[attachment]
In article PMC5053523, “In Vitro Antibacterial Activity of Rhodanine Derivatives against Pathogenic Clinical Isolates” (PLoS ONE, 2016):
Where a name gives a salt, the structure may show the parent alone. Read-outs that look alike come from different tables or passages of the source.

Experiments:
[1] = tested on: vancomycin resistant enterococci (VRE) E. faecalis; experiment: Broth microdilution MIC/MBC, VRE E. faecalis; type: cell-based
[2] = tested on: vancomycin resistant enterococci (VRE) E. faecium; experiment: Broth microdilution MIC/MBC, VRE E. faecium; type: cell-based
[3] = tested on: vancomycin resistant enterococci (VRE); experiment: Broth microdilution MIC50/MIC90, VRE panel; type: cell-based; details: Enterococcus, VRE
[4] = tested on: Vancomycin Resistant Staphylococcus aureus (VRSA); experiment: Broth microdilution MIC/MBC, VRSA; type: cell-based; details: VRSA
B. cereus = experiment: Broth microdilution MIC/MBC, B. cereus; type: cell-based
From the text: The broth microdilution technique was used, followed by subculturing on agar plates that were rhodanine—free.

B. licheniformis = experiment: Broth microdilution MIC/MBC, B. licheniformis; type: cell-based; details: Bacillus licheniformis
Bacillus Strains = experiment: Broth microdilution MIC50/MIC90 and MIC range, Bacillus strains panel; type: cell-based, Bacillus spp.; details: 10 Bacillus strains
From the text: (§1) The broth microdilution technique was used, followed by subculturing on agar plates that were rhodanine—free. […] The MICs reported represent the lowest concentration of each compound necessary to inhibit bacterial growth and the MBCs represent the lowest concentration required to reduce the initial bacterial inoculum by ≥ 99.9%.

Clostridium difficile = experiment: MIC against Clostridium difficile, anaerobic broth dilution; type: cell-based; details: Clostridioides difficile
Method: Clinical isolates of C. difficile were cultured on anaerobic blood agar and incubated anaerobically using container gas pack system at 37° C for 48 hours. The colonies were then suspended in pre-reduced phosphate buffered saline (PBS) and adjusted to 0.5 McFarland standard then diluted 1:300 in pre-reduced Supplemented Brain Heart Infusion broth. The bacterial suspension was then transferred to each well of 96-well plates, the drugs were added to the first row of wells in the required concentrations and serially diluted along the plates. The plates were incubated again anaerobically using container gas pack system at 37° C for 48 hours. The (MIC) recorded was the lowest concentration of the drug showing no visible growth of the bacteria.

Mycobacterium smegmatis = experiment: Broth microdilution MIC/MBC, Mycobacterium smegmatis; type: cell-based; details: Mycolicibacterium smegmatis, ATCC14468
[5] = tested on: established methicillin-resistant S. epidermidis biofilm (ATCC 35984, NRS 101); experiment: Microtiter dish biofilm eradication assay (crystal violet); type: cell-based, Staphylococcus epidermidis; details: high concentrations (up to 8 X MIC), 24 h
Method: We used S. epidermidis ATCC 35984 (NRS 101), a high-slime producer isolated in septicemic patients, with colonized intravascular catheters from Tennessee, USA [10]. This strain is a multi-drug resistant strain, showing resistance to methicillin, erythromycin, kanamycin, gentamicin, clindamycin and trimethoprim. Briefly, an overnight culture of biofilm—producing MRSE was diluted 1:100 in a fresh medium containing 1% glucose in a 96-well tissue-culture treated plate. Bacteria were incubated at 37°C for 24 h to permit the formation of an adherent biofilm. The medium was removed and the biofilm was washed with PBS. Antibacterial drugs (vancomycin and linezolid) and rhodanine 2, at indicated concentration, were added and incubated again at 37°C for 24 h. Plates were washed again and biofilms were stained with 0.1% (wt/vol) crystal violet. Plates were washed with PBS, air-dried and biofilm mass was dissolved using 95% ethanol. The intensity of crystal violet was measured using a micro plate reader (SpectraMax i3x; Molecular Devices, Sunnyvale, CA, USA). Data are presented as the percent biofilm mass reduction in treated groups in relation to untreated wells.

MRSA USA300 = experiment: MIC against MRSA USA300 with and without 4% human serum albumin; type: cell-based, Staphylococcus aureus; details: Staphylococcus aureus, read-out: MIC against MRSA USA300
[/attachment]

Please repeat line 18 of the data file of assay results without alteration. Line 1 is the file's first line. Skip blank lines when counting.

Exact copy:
MRSA USA300 = experiment: MIC against MRSA USA300 with and without 4% human serum albumin; type: cell-based, Staphylococcus aureus; details: Staphylococcus aureus, read-out: MIC against MRSA USA300